Last week, amid the pre-tournament calm, we knew at least two things about the 2013 Big Ten:
1. It was the best conference in the country for the first four months of the season, and by a wide margin.
2. If it didn't live up to that billing in March, almost nobody would care.
A disappointing collective NCAA tournament performance may have been well understood by the people who follow this sport year-round, and folks like me would have spent time discussing exactly what it means to be successful in a college hoops season. We would have cited solid statistics.
We would have proclaimed how much of a crapshoot March Madness really is, how wild things can get, how you can't throw out an entire season based on one month (or even one weekend) of wacky single-elimination results. We would have reminded you that the same Florida Gulf Coast team that turned a whole country into Dunk Oceania lost to Lipscomb twice.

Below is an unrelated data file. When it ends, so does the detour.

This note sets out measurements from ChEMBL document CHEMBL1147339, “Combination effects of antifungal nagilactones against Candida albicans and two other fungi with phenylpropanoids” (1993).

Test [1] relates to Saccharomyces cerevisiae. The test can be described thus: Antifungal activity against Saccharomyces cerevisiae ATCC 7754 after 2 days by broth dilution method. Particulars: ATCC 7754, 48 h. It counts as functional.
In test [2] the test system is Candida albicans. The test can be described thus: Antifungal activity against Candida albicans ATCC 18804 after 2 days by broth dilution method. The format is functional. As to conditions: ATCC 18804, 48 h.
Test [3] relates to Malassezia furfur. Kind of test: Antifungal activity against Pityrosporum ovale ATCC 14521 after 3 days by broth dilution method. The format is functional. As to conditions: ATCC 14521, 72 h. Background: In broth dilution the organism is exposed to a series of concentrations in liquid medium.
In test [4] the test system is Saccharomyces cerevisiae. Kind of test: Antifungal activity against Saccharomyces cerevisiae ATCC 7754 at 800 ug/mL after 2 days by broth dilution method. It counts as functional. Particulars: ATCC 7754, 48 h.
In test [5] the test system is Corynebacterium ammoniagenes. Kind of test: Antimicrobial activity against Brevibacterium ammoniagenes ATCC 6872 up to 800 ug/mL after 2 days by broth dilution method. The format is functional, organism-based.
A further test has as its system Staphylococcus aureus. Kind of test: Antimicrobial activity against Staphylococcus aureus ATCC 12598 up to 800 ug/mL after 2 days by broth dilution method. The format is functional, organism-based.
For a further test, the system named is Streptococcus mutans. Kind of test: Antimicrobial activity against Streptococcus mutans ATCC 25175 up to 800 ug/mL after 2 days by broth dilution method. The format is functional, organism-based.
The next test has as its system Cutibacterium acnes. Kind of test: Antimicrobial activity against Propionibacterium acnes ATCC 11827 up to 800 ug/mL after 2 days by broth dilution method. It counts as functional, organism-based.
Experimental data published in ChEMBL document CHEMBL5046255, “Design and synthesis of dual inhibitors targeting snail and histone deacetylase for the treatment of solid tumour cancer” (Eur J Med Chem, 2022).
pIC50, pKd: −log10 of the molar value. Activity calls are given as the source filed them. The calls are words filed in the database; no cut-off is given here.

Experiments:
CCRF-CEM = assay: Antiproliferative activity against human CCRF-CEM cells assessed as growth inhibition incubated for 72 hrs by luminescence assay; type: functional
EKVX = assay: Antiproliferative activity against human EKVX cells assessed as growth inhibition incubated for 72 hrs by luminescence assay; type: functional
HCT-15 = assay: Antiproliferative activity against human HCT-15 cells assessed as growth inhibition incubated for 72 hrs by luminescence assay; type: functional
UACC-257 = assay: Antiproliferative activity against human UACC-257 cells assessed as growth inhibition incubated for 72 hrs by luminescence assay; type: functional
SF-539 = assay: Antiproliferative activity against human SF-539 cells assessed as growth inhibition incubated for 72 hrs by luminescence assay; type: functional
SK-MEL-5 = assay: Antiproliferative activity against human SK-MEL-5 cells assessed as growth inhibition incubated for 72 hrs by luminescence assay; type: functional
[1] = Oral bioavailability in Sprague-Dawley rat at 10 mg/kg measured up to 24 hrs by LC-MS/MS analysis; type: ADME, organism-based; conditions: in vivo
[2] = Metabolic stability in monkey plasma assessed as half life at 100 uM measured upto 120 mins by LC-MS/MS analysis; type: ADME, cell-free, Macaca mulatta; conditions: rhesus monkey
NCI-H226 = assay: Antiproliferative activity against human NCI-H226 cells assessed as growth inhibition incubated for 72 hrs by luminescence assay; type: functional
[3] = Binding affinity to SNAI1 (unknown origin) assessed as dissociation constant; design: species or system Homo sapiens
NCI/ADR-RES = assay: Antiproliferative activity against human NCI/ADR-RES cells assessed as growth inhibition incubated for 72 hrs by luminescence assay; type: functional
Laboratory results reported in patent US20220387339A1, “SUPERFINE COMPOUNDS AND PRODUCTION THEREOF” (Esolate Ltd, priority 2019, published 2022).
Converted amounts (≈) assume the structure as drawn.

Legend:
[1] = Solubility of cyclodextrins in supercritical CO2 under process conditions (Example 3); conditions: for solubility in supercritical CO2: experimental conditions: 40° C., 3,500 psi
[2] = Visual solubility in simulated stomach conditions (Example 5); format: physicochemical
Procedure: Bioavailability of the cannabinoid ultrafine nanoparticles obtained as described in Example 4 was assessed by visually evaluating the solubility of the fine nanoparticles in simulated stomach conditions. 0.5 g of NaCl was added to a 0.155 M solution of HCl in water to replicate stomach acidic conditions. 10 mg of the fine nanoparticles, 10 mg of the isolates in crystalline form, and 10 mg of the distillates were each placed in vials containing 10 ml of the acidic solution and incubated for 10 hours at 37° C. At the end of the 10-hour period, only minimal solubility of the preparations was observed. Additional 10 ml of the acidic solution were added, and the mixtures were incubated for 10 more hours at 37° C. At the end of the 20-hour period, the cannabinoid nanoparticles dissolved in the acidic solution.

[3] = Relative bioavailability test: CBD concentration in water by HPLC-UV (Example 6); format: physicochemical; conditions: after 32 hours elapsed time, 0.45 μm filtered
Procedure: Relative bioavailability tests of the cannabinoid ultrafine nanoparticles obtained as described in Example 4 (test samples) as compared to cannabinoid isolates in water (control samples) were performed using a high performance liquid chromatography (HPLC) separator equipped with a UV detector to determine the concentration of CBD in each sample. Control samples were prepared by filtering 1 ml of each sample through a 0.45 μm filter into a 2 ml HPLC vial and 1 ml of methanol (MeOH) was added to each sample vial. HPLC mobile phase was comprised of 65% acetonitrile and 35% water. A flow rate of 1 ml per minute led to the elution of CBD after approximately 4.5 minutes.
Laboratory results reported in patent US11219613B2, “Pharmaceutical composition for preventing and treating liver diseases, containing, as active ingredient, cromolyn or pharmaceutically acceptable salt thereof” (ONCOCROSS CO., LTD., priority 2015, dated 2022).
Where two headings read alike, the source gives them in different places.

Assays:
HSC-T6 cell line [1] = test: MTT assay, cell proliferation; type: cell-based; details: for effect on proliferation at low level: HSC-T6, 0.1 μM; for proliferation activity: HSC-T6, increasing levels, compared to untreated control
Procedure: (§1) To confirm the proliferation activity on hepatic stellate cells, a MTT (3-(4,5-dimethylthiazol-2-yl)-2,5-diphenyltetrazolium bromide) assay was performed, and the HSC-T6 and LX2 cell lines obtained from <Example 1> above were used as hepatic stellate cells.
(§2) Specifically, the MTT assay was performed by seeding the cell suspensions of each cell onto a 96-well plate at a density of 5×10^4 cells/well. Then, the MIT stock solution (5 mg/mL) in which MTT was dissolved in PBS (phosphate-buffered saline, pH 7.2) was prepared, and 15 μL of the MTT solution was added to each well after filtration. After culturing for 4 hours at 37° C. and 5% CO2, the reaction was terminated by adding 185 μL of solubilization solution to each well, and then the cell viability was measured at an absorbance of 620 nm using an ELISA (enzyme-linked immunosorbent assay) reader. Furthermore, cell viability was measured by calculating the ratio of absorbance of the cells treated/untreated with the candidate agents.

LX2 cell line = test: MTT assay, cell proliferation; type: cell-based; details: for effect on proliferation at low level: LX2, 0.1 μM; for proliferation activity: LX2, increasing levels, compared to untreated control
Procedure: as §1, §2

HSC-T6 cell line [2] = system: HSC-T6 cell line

And none of it would have mattered! Most people just watch the tournament. What they see in March is what happened in college basketball that season, and there's no point in arguing otherwise, because they don't care enough to engage. See? Gonzaga was overrated. We knew it. End of discussion.
Which is precisely why we should all take a moment to thank the Big Ten for making it easy on us: By so thoroughly dominating the first weekend of the tournament -- it went 6-1 in the first round, finished the weekend with a best-ever 10 wins and sent its best four teams to the Sweet 16, more than any other conference -- the league rendered this entire discussion moot.
The question is: What happens now?
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